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From André Warnier>
Subject Re: Does heartbleeding bug impact on Tomcat 6.x, 7.x and 8.x
Date Fri, 11 Apr 2014 08:52:21 GMT
Just for the sake of clarity, I will redundantly highlight some parts of Christopher's
recent message :

Christopher Schultz wrote:
* If you are on 1.1.24-1.1.29, then you have been vulnerable. *

> I can't stress enough that once you update to a fixed version, *you
> must re-key your server* and obtain a replacement certificate from
> your CA.
> You must also consider any communication that traversed your system
> while vulnerable to be compromised. That means that every password
> that went through your system during the period of vulnerability ought
> to be changed.

As I understand it, the real bitch about this bug, is that *during the whole period in 
which your server was vulnerable* , a knowledgeable attacker would have been able to 
connect to your server and grab the contents of arbitrary 64 K chunks of memory.  This 
could have contained *anything*, including SSL keys, certificates, decrypted passwords, 
user-id's, whatever was in such a 64K chunk at that time.  And he could do that as often 
as he wanted, without ever being detected or leaving any trace to allow an analysis later.
And he could record this information, for leasurely inspection and analysis at any later time.

There are at least 3 consequences :

1) if you do not change your keys and/or passwords now, then in the future that attacker
(and whoever he gives or sells the information to) will be able to access your server with
the stolen credentials, and do whatever these credentials allow him to do.

2) if these stolen credentials apply to other systems too, even ones that are not 
vulnerable and have never been, he can use them there too.
(people use the same keys and passwords for multiple services, that's just a fact of life)

3) if he has recorded past encrypted traffic to/from your server, and saved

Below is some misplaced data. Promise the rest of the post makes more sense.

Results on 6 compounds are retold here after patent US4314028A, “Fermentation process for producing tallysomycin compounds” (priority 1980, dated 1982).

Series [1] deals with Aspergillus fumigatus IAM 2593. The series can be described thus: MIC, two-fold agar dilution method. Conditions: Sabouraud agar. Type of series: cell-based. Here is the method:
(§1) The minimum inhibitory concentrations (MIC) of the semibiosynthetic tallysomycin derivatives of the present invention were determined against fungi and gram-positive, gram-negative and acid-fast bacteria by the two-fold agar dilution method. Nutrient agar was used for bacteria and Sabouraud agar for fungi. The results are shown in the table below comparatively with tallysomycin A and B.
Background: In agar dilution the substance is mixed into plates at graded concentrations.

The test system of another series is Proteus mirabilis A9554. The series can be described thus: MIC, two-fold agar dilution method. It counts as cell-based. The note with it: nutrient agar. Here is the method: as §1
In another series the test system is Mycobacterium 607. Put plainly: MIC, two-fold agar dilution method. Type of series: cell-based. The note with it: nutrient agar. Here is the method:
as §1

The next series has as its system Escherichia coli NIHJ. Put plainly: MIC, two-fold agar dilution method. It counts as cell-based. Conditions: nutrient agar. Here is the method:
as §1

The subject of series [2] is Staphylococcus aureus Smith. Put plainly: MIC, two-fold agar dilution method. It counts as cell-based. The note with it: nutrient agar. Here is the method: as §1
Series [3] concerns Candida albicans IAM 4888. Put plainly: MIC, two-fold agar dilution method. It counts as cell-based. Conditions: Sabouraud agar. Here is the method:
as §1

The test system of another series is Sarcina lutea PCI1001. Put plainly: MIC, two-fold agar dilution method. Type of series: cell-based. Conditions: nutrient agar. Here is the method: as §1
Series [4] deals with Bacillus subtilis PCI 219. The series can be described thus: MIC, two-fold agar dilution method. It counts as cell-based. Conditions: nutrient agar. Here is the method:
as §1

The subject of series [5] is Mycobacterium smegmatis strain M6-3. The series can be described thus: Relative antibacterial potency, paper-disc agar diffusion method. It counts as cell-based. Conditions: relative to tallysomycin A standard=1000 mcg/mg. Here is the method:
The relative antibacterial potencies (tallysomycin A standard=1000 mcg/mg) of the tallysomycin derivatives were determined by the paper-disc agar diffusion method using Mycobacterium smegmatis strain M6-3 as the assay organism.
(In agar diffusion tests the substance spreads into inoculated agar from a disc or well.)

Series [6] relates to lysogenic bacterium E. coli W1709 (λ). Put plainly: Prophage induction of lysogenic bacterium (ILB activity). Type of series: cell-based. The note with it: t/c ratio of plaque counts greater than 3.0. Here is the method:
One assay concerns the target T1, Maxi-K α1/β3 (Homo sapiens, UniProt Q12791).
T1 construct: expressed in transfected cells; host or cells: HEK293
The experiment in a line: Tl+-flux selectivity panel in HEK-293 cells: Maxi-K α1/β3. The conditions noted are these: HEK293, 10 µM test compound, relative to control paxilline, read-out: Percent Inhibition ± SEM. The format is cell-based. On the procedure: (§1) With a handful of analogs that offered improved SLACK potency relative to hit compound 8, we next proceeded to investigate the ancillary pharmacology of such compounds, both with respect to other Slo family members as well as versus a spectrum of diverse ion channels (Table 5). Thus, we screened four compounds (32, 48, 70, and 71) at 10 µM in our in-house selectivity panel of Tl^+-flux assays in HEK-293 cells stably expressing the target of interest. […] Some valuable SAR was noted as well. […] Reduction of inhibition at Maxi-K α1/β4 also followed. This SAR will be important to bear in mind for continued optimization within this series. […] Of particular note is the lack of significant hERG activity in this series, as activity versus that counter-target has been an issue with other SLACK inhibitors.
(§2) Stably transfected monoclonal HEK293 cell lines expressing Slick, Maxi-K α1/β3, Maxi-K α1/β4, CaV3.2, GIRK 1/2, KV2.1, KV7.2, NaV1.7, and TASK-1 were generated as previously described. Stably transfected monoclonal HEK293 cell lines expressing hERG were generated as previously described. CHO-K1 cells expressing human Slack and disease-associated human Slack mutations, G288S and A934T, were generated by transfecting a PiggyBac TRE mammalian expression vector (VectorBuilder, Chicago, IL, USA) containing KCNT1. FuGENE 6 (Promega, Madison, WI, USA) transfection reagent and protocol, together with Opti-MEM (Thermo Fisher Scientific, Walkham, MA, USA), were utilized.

this recording, then he can at any time go back and decrypt this past traffic, and pick up
anything interesting from there, even without having the new keys.  Such a recording could

contain, for example, any number of submits
from HTML login pages, which were theoretically protected by being made on an encrypted
channel. That could probably also contain any communications which your server did with 
other servers over encrypted channels.

This is all fairly complex, and would require a knowledgeable attacker, one that knew
about this bug before "the good guys", one who had the technical means to do this kind of

thing, and some serious dedication and planning on top.
That would not be your everyday script-kiddie.
But there are people like that out there, and it may explain a-posteriori a number of 
high-profile data theft incidents that happened over the last 2 years, and any number of 
low-profile ones that you never heard about.  The point is, nobody knows really.

So I guess that the amount of damage that this can cause is very much dependent on what
you have been running on your server, and for whom, and how attractive your site may have
been for such a would-be serious attacker.
I would definitely not like to be in the position of having run a HTTPS-based
electronic-payment system over the last 2 years.

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